Joe Queenan is an American journalist, satirist, and critic. In The Wall Street Journal, July 2018, he opined, “It’s Time to Kick the Bucket List.” Queenan offered a hilarious polemic against bucket lists as a form of obsessive mania and hard work.
His screed is reminiscent of the 1985 movie classic, “National Lampoons European Vacation”, starring Chevy Chase and Beverly D’Angelo. Winning a European vacation on a game show, Clark “Sparky” Griswold (Chase) hauled his reluctant family through a madcap itinerary via London, France, Germany, and Italy. In his mania to see everything on a bucket list of sorts, one implausible disaster after another resulted.
Queenan has a point. If pursuits are more work than fun, if one thing blends into another, you may as well stay home. Better yet, head for the beach with a book!
Bucket lists often are associated with travel. Take “50 Things to Do Before You Die” from Rough Guides: “Get lost for words at the Grand Canyon. Walk the Siq to Petra, Jordan. Throw yourself into Liverpool's nightlife, England. Get blown away by the Great Wall of China. Sail the Whitsundays, Australia...” You get the drift.
In my library is “1,000 Places To See Before You Die: A Traveler’s Life List”, by Patricia Schultz (Workman, 2003). A thousand places? Even if you hit ten a year, it would take 100 years. One should live so long!
A reader of Queenan’s commentary said, “The point of a bucket list is not to replace fear of missing out, with bragging rights. It is a confrontation of mortality, a chance to consider the goals you have in life and the broader values they represent.” Good observation.
Everyone confronts mortality at some point. It may come early in life on a battlefield or when a young friend is lost to illness or accident. It may come every day in hazardous professions such as law enforcement or firefighting. It may come when a parent or grandparent dies. It may come at milestone birthdays in the latter decades of life.
Dan Sullivan, The Strategic Coach®, said, “Always make your future bigger than your past.” I have quoted Dan before, and do so again because his is a powerful and motivational thought. If you reach the point when you believe your best days are behind you, you’re headed for physical and mental decline.
As financial advisors, we see the Dan Sullivan manifesto as going well beyond money into deep discussions about meaning and purpose. Conversations about major life transitions are about engagement, not disengagement. That’s a challenge when contemplating traditional notions about retirement. Retire to what?
In conversations with talented and dedicated professionals like doctors or other successful people in their fields, FOB (Fear Of Boredom) is a major barrier to goal setting and planning for succession or retirement. Closely-held business owners, C-suite executives, share similar anxieties.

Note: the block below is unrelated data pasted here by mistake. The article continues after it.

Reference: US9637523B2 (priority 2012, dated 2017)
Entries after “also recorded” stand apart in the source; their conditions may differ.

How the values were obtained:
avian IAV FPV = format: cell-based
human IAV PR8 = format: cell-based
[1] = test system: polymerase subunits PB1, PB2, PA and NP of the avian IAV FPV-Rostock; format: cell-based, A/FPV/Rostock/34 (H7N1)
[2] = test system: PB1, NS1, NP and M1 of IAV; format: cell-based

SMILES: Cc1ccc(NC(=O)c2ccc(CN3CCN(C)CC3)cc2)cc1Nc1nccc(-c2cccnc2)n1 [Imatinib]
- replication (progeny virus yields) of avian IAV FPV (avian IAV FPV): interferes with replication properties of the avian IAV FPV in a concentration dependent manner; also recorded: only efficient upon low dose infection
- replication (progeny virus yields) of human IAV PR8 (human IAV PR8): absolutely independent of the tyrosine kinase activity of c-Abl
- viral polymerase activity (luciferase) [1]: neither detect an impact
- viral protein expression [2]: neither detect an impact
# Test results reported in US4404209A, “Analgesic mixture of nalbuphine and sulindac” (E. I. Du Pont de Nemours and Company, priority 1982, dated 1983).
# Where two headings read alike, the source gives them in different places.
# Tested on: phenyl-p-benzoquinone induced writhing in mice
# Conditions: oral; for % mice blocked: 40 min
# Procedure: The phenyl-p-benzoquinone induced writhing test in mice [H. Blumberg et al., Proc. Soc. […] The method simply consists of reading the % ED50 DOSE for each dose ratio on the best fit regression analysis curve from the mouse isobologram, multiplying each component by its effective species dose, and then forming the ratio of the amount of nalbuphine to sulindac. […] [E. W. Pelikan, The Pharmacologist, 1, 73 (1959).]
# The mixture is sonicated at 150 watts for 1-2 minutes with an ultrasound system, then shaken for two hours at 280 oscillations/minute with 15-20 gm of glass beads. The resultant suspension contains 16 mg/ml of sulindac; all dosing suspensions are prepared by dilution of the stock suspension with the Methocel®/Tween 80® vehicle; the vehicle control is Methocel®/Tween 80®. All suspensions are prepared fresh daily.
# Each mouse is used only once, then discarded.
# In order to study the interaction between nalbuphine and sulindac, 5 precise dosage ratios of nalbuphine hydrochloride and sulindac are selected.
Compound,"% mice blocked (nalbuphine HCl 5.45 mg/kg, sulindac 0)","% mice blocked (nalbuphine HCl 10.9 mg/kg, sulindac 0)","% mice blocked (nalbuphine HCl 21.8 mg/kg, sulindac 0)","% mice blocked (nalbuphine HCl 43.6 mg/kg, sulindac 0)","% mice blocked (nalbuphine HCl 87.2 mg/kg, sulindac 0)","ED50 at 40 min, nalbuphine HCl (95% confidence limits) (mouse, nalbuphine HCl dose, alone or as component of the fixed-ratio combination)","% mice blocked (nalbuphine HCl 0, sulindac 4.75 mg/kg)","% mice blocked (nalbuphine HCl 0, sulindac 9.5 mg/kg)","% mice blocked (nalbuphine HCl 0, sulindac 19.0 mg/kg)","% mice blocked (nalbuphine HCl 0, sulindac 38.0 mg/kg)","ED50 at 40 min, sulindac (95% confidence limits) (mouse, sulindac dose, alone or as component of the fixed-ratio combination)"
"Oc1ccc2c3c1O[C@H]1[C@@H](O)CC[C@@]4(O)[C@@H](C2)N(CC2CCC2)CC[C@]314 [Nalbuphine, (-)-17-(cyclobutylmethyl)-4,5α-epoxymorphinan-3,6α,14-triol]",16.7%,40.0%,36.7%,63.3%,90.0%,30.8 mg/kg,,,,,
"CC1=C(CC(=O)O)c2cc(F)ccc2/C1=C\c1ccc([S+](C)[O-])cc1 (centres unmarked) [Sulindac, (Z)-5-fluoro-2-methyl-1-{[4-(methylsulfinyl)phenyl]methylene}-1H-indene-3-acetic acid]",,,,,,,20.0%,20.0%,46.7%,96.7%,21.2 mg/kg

“I have built a lifetime of capability, talent, strength, and respect, and I’m just going to walk away?”
Perhaps it isn’t a question of what you are going to do in the next ten years, but more of “who do you want to be?”
This writer and wanderer hasn’t seen all 1,000 places, but I’ve made a dent on all seven continents. I love and applaud travel dreams. When clients ask, “Do you think I (we) can afford to...,” most of the time the answer is, “Go for it!” Get on a plane or a ship and enjoy. Buy or rent a mobile home and hit the road. Spend a month in Paris, London, or French Polynesia. But you must have purpose to come home to! Boredom leads to mental and physical decline and distress for loved ones and family caregivers. That’s not on your bucket list!
Don’t go to Europe like the Griswolds. Take Italy. I love Italy but you should see it at various times over multiple trips where you can truly savor local life and atmosphere. That goes for Europe, Asia, Africa, South America, and North America. You can see the two remaining continents in one trip each, if need be. Australia is a big place worthy of 30 to 40 days, if you can spare the time. Antarctica is an experience if you are on the right expedition ship. Check out Ponant if your goal is landings on the peninsula to explore penguin and wildlife colonies. Adventure travel is in vogue, but you better go while in your “go, go” years. “Slow go,” and “no go” years aren’t the times to start on your bucket list.
My daughter gave me a t-shirt that says, “All who wander are not lost.” True!
Lewis Walker, CFP®, is a financial life planning strategist at Capital Insight Group; 770-441-2603. Securities and advisory services offered through The Strategic Financial Alliance, Inc. (SFA). Lewis Walker is a registered representative and investment adviser representative of SFA which otherwise is unaffiliated with Capital Insight Group. He is a Gallup Certified Strengths Coach and a Certified Exit Planning Advisor (CEPA®).